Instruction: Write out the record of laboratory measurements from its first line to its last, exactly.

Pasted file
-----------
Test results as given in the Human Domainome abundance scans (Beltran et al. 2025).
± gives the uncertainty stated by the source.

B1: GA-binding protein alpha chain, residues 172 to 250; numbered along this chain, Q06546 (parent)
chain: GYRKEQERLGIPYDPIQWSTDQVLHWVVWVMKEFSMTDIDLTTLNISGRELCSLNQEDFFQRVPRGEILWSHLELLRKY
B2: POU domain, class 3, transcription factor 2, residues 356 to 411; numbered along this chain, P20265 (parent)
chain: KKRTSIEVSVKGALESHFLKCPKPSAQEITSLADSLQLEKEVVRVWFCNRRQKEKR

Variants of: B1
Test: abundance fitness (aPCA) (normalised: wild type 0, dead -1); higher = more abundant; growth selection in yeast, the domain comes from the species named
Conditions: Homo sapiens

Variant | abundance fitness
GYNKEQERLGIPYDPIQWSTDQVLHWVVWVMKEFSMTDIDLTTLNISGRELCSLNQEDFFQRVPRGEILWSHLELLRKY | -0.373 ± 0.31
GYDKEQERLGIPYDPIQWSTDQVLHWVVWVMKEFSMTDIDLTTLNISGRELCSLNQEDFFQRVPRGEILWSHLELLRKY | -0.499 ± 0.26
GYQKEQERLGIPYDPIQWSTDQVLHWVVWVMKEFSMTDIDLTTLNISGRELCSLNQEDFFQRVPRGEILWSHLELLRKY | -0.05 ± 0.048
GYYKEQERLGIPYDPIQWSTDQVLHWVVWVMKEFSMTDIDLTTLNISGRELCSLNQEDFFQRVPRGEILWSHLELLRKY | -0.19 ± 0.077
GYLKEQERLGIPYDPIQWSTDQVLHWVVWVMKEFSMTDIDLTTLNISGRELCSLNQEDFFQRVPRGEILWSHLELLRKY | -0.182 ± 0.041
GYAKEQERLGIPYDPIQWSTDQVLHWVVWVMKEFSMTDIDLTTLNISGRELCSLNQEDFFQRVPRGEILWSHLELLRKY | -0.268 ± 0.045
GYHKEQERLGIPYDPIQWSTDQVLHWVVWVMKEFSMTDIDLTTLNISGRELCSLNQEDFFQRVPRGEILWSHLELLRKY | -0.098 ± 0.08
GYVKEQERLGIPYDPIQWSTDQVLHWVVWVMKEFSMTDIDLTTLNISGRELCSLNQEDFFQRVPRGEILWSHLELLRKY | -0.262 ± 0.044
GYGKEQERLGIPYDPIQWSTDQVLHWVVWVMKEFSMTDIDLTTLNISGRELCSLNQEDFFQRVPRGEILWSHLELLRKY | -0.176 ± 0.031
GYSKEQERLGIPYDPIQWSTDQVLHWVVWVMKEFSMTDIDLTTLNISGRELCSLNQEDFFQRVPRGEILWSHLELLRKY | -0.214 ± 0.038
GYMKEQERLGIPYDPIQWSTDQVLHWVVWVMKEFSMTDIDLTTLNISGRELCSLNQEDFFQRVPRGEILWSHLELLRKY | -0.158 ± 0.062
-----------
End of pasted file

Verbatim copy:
Test results as given in the Human Domainome abundance scans (Beltran et al. 2025).
± gives the uncertainty stated by the source.

B1: GA-binding protein alpha chain, residues 172 to 250; numbered along this chain, Q06546 (parent)
chain: GYRKEQERLGIPYDPIQWSTDQVLHWVVWVMKEFSMTDIDLTTLNISGRELCSLNQEDFFQRVPRGEILWSHLELLRKY
B2: POU domain, class 3, transcription factor 2, residues 356 to 411; numbered along this chain, P20265 (parent)
chain: KKRTSIEVSVKGALESHFLKCPKPSAQEITSLADSLQLEKEVVRVWFCNRRQKEKR

Variants of: B1
Test: abundance fitness (aPCA) (normalised: wild type 0, dead -1); higher = more abundant; growth selection in yeast, the domain comes from the species named
Conditions: Homo sapiens

Variant | abundance fitness
GYNKEQERLGIPYDPIQWSTDQVLHWVVWVMKEFSMTDIDLTTLNISGRELCSLNQEDFFQRVPRGEILWSHLELLRKY | -0.373 ± 0.31
GYDKEQERLGIPYDPIQWSTDQVLHWVVWVMKEFSMTDIDLTTLNISGRELCSLNQEDFFQRVPRGEILWSHLELLRKY | -0.499 ± 0.26
GYQKEQERLGIPYDPIQWSTDQVLHWVVWVMKEFSMTDIDLTTLNISGRELCSLNQEDFFQRVPRGEILWSHLELLRKY | -0.05 ± 0.048
GYYKEQERLGIPYDPIQWSTDQVLHWVVWVMKEFSMTDIDLTTLNISGRELCSLNQEDFFQRVPRGEILWSHLELLRKY | -0.19 ± 0.077
GYLKEQERLGIPYDPIQWSTDQVLHWVVWVMKEFSMTDIDLTTLNISGRELCSLNQEDFFQRVPRGEILWSHLELLRKY | -0.182 ± 0.041
GYAKEQERLGIPYDPIQWSTDQVLHWVVWVMKEFSMTDIDLTTLNISGRELCSLNQEDFFQRVPRGEILWSHLELLRKY | -0.268 ± 0.045
GYHKEQERLGIPYDPIQWSTDQVLHWVVWVMKEFSMTDIDLTTLNISGRELCSLNQEDFFQRVPRGEILWSHLELLRKY | -0.098 ± 0.08
GYVKEQERLGIPYDPIQWSTDQVLHWVVWVMKEFSMTDIDLTTLNISGRELCSLNQEDFFQRVPRGEILWSHLELLRKY | -0.262 ± 0.044
GYGKEQERLGIPYDPIQWSTDQVLHWVVWVMKEFSMTDIDLTTLNISGRELCSLNQEDFFQRVPRGEILWSHLELLRKY | -0.176 ± 0.031
GYSKEQERLGIPYDPIQWSTDQVLHWVVWVMKEFSMTDIDLTTLNISGRELCSLNQEDFFQRVPRGEILWSHLELLRKY | -0.214 ± 0.038
GYMKEQERLGIPYDPIQWSTDQVLHWVVWVMKEFSMTDIDLTTLNISGRELCSLNQEDFFQRVPRGEILWSHLELLRKY | -0.158 ± 0.062